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The Cult of Beauty 

Wellcome Collection 

(26 October 2023 – 28 April 2024)


Review by Sana Nassari


Unlike the concept of beauty, the desire for it seems to remain constant throughout history. Curated by Janice Li with over 200 objects and artworks on display, The Cult of Beauty exhibition is divided into three sections which illustrate and challenge its relentless norms: The Ideals of Beauty, The Beauty Industry and Subverting Beauty. Visitors are treated to a wealth of art and artefacts, spanning epochs and cultures, which together offer a multifaceted exploration of humanity’s fascination with whatever constitutes beauty. Replicas of statues depicting Venus or the male adolescent ‘Idolino’ (little idol) invite viewers to contemplate the divine essence of beauty; a lithograph of Diane de Poitiers, whose consumption of ‘drinkable gold’ reportedly led to her demise, reveals the deadly consequences of the quest for eternal youth. What makes this exhibition so captivating is the diversity of objects, ranging from Neolithic eye shadow grinders to several millennia of horrific beauty tools, including fat rollers.

The exploration of beauty and its idealisations cannot be divorced from the topic of skin colour, especially as it concerns historical and contemporary methods of achieving lighter skin tones. Throughout history and into the period of European colonisation, various cultures have upheld white or lighter skin as a standard of beauty, often perpetuating harmful stereotypes and discriminatory practices. In this exhibition, writer and academic Emma Dabiri delves into historical documents and other evidence to challenge any notion that the prioritisation of fair skin is solely a colonial or post-colonial issue. By including an illustrated recipe for Chinese pearl powder lightener from 1591 – predating Western colonial notions of racial superiority – Dabiri demonstrates that this practice is more complex than often assumed. The Cult of Beauty explores the issue of skin colour through several artworks, including Humanae. Work in progress, an ongoing photographic project to register the individuality of skin colours across human populations by Angélica Dass, and the offering from the brand created by Rihanna, Fenty Beauty, of 59 shades of foundation.

Another striking exhibit is The Disobedient Nose (2022) by Shirin Fathi. Born and raised in Iran – the world’s leading country for nose jobs – she mingles art, her own body and investigations into medical drawings of facial modifications in her research process. In role-play photos of herself from this series, Fathi, who has resisted intense pressure in Iranian society to have a nose job, uses makeup and protheses to mimic the process of surgery. In one example, she poses as a male patient from a Renaissance medical illustration displaying the exposed flesh and tissue of their own nose, while impassively gazing at the viewer as if this were a very normal situation, paralleling the fact that having a nose job has been widely normalised.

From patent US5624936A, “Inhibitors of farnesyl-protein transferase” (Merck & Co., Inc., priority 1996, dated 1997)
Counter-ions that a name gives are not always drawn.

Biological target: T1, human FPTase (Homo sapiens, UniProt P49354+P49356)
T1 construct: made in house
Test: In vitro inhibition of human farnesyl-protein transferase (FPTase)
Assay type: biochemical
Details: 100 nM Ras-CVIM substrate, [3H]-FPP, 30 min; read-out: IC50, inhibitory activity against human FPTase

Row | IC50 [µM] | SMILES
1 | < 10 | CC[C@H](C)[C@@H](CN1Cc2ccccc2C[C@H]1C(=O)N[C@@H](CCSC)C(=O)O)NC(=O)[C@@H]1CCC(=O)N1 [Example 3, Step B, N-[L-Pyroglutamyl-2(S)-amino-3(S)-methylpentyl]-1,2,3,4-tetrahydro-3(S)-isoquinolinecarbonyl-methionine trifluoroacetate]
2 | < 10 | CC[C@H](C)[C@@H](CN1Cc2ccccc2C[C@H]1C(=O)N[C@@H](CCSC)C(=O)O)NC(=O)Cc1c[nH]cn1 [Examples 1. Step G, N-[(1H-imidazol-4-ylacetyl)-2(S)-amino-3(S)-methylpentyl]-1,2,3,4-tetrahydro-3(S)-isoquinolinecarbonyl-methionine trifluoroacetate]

Among the fascinating objects, photographs, installations and sculptures, separated by delicate curtains, the last piece viewers come to is an eight-channel video installation by Xcessive Aesthetics, Mirror, mirror on the wall: beauty unravelled in the virtual scroll (2023). This installation recalls mirrors in a nightclub toilet, and is designed with a wall of continuously scrolling mirrored screens that do not allow viewers to memorise, digest, accept or deny the various beauty data that are rapidly shown, employing TikTok format videos, deepfakes, online texts and, inevitably, images of the viewers themselves being mirrored back in the screens. In a sense, echoing the speed and expansion of changes in the concept of beauty and its embodiments throughout the centuries and across cultures, the installation leaves the viewers with an overwhelming feeling that something must be wrong with the longing to achieve any fixed ideal of beauty. 

Human insecurity about the conflation of beauty with goodness, and of unsightliness with evil or immorality, has forced us to apply a range of sometimes horrifying beauty tools and methods to gain or retrieve beauty. A conflation reinforced by old religious beliefs or through more recent TV reality shows, it is not surprising that an industry that guarantees to change your physical appearance into the look of an angel has become fattened up to be worth over £500bn a year. The human cost of unnecessary, cosmetic surgery is on display in this exhibition, which clearly aims at overthrowing the cult of beauty and demonstrating the ugly side of beauty. Perhaps a note of remorse is present in The Cult of Beauty being housed at the Wellcome Collection. The museum of science and art is funded by the Wellcome Trust, founded with legacies from Henry Wellcome of the Boroughs, Wellcome & Co. pharmaceutical firm, famous in its time for a skin-whitening product called Hazeline Snow (also on display in the exhibition).